Local Laws and Government

Although local laws and governments have their limitations, local laws are often created and put into effect in response to the citizens of the community that are governed by them. Local laws govern a particular area that is smaller than a state, such as counties, cities and towns. Different states have different laws and regulations for individual communities and how much independence or autonomy they can have from the larger jurisdictions they fall within. Local laws make it possible for smaller communities or geographic areas to have a system of laws that pertains to the specific needs of that area. Federal and state laws typically override local laws if the federal or state government has an issue or contradiction with a local law.

History of Local Laws

From the beginning of European settlement in what is now the United States, Americans have maintained a strong support for local self-government. They have historically been involved in matters pertaining to local laws and governance, what its purpose is, how it is funded, and how it affects the lives of the people in the community that are under the jurisdiction of local laws.

This nation began as small, isolated settlements that are referred to as the 13 Colonies. Even though they were under British rule until the American Revolution, for a period of time prior to the war the colonies had been allowed to self-govern under a policy that is now known as salutary neglect (the idea that if the colonies were left alone, they would flourish out of necessity and Great Britain would then get to reap the benefits of an increased and taxed trade.) Much of the self-determination that made the U.S. the rich and powerful country it is today, stems from this period of self-government, self-sufficiency and from when we gained independence.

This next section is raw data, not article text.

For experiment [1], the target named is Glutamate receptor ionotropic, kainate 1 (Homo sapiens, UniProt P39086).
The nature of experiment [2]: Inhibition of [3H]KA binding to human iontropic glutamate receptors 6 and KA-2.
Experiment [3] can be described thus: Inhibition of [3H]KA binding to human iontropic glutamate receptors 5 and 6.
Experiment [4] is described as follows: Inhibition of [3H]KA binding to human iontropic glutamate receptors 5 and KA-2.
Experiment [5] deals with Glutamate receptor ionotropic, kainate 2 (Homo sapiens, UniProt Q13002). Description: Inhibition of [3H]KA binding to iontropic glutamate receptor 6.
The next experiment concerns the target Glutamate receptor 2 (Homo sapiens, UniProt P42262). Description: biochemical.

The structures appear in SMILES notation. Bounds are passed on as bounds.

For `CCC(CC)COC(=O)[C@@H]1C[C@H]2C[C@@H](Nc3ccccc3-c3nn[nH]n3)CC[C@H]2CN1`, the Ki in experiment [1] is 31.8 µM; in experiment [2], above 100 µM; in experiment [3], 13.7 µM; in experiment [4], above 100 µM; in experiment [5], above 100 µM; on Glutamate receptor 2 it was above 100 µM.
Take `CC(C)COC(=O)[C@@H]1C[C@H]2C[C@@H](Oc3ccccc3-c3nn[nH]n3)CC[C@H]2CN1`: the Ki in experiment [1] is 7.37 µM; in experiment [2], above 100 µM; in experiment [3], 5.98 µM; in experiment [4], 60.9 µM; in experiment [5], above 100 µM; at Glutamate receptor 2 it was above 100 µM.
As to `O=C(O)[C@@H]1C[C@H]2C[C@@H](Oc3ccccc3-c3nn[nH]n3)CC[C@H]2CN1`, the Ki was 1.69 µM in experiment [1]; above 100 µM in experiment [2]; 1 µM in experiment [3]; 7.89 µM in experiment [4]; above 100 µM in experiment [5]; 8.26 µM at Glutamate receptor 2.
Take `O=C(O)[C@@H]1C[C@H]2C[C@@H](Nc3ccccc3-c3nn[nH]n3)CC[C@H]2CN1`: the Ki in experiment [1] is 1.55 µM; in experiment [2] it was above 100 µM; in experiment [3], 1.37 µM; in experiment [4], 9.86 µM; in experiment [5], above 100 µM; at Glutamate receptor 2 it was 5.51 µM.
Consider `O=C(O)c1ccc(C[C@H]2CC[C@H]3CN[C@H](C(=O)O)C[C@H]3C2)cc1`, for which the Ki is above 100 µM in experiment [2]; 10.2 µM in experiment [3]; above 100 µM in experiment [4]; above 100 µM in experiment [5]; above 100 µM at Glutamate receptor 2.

Four Types of Local Government

Over the course of America’s governmental development, different types of local government have evolved. The four main types of local government in the United States include:

Counties Counties are the largest unit of local government. There are roughly 8,000 different county governments in the United States. In Louisiana, counties are called parishes and in Alaska they are called boroughs.

Municipalities Municipalities include cities, towns, villages and boroughs. (In the U.S., the term burrough typically means a neighborhood but this is not its technical definition, and it can be used to describe different units of local government or administrative division below the state level.) There are roughly 19,000 municipalities in the United States.

Special Districts There are approximately 33,000 special districts in the United States whose functions are often similar to those of municipalities. Special districts have the authority to levy taxes and to spend public money.

School Districts Aside from New York City and a few other Northeast communities, the 15,000+ school districts in the U.S. operate independently of city governments.

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